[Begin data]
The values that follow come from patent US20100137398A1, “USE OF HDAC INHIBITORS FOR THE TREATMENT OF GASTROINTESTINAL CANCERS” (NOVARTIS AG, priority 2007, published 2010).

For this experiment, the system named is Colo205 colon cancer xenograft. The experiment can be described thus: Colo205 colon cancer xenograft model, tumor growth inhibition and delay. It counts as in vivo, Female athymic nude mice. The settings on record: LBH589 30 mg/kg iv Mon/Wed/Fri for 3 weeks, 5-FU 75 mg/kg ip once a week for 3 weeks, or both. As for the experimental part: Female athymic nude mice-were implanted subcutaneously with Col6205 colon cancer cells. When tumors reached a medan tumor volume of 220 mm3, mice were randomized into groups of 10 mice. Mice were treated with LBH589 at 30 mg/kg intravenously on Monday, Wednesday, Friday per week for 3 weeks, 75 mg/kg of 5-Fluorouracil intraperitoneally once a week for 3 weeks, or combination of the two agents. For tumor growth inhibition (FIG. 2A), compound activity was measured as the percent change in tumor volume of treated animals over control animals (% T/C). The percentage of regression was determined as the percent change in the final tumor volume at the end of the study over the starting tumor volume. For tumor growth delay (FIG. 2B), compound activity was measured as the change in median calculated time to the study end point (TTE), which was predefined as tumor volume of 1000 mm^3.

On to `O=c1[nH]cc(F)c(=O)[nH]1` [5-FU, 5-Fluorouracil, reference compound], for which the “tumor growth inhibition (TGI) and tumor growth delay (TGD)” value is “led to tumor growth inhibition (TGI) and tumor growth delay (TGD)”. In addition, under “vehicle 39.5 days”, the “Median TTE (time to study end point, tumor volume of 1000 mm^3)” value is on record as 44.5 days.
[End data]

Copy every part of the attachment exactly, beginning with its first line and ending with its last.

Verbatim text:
The values that follow come from patent US20100137398A1, “USE OF HDAC INHIBITORS FOR THE TREATMENT OF GASTROINTESTINAL CANCERS” (NOVARTIS AG, priority 2007, published 2010).

For this experiment, the system named is Colo205 colon cancer xenograft. The experiment can be described thus: Colo205 colon cancer xenograft model, tumor growth inhibition and delay. It counts as in vivo, Female athymic nude mice. The settings on record: LBH589 30 mg/kg iv Mon/Wed/Fri for 3 weeks, 5-FU 75 mg/kg ip once a week for 3 weeks, or both. As for the experimental part: Female athymic nude mice-were implanted subcutaneously with Col6205 colon cancer cells. When tumors reached a medan tumor volume of 220 mm3, mice were randomized into groups of 10 mice. Mice were treated with LBH589 at 30 mg/kg intravenously on Monday, Wednesday, Friday per week for 3 weeks, 75 mg/kg of 5-Fluorouracil intraperitoneally once a week for 3 weeks, or combination of the two agents. For tumor growth inhibition (FIG. 2A), compound activity was measured as the percent change in tumor volume of treated animals over control animals (% T/C). The percentage of regression was determined as the percent change in the final tumor volume at the end of the study over the starting tumor volume. For tumor growth delay (FIG. 2B), compound activity was measured as the change in median calculated time to the study end point (TTE), which was predefined as tumor volume of 1000 mm^3.

On to `O=c1[nH]cc(F)c(=O)[nH]1` [5-FU, 5-Fluorouracil, reference compound], for which the “tumor growth inhibition (TGI) and tumor growth delay (TGD)” value is “led to tumor growth inhibition (TGI) and tumor growth delay (TGD)”. In addition, under “vehicle 39.5 days”, the “Median TTE (time to study end point, tumor volume of 1000 mm^3)” value is on record as 44.5 days.